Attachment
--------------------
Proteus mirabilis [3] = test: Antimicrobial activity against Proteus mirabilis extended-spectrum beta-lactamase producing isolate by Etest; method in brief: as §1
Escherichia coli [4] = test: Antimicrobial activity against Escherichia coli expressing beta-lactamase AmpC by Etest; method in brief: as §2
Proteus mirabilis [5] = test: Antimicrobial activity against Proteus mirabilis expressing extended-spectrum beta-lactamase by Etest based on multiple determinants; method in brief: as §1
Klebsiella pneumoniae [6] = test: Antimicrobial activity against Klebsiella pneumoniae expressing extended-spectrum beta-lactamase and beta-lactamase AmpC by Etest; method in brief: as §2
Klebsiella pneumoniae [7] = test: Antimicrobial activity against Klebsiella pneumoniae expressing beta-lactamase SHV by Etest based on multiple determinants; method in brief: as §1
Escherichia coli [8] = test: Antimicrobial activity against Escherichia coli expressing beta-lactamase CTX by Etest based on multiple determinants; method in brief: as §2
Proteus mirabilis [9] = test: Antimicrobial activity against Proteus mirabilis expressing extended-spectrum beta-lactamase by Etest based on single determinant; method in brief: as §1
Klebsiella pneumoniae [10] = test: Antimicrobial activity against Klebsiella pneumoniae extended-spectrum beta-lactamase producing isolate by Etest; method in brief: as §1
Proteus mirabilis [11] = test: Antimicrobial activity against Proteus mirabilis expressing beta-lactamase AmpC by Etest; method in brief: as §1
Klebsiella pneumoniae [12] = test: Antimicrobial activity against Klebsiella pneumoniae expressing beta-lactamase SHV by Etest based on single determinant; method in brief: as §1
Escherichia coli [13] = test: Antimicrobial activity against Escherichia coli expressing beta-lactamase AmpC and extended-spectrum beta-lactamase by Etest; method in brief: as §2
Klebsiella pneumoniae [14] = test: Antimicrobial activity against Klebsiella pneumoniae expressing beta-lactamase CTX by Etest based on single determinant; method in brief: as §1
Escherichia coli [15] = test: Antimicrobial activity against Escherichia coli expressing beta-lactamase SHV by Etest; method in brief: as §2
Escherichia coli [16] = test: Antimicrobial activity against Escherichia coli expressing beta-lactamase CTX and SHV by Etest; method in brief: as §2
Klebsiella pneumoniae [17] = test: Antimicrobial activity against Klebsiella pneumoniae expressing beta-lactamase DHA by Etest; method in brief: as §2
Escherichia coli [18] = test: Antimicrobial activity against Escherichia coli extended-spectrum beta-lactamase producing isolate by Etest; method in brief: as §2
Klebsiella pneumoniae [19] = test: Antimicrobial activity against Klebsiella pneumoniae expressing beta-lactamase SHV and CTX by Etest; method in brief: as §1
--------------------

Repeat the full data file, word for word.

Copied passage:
Proteus mirabilis [3] = test: Antimicrobial activity against Proteus mirabilis extended-spectrum beta-lactamase producing isolate by Etest; method in brief: as §1
Escherichia coli [4] = test: Antimicrobial activity against Escherichia coli expressing beta-lactamase AmpC by Etest; method in brief: as §2
Proteus mirabilis [5] = test: Antimicrobial activity against Proteus mirabilis expressing extended-spectrum beta-lactamase by Etest based on multiple determinants; method in brief: as §1
Klebsiella pneumoniae [6] = test: Antimicrobial activity against Klebsiella pneumoniae expressing extended-spectrum beta-lactamase and beta-lactamase AmpC by Etest; method in brief: as §2
Klebsiella pneumoniae [7] = test: Antimicrobial activity against Klebsiella pneumoniae expressing beta-lactamase SHV by Etest based on multiple determinants; method in brief: as §1
Escherichia coli [8] = test: Antimicrobial activity against Escherichia coli expressing beta-lactamase CTX by Etest based on multiple determinants; method in brief: as §2
Proteus mirabilis [9] = test: Antimicrobial activity against Proteus mirabilis expressing extended-spectrum beta-lactamase by Etest based on single determinant; method in brief: as §1
Klebsiella pneumoniae [10] = test: Antimicrobial activity against Klebsiella pneumoniae extended-spectrum beta-lactamase producing isolate by Etest; method in brief: as §1
Proteus mirabilis [11] = test: Antimicrobial activity against Proteus mirabilis expressing beta-lactamase AmpC by Etest; method in brief: as §1
Klebsiella pneumoniae [12] = test: Antimicrobial activity against Klebsiella pneumoniae expressing beta-lactamase SHV by Etest based on single determinant; method in brief: as §1
Escherichia coli [13] = test: Antimicrobial activity against Escherichia coli expressing beta-lactamase AmpC and extended-spectrum beta-lactamase by Etest; method in brief: as §2
Klebsiella pneumoniae [14] = test: Antimicrobial activity against Klebsiella pneumoniae expressing beta-lactamase CTX by Etest based on single determinant; method in brief: as §1
Escherichia coli [15] = test: Antimicrobial activity against Escherichia coli expressing beta-lactamase SHV by Etest; method in brief: as §2
Escherichia coli [16] = test: Antimicrobial activity against Escherichia coli expressing beta-lactamase CTX and SHV by Etest; method in brief: as §2
Klebsiella pneumoniae [17] = test: Antimicrobial activity against Klebsiella pneumoniae expressing beta-lactamase DHA by Etest; method in brief: as §2
Escherichia coli [18] = test: Antimicrobial activity against Escherichia coli extended-spectrum beta-lactamase producing isolate by Etest; method in brief: as §2
Klebsiella pneumoniae [19] = test: Antimicrobial activity against Klebsiella pneumoniae expressing beta-lactamase SHV and CTX by Etest; method in brief: as §1